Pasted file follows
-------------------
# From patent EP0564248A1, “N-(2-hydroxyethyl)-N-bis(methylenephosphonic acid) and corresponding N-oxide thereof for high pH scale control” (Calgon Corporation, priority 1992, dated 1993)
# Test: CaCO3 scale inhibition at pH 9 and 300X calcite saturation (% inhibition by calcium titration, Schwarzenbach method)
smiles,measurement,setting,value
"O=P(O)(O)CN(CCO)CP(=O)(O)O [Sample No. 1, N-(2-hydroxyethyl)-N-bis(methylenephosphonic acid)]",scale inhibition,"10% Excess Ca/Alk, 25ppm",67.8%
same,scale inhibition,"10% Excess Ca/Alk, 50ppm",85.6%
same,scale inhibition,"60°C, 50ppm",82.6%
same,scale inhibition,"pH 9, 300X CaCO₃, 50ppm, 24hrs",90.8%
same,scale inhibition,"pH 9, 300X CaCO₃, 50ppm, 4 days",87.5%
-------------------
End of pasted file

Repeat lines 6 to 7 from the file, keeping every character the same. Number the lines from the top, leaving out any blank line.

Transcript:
same,scale inhibition,"60°C, 50ppm",82.6%
same,scale inhibition,"pH 9, 300X CaCO₃, 50ppm, 24hrs",90.8%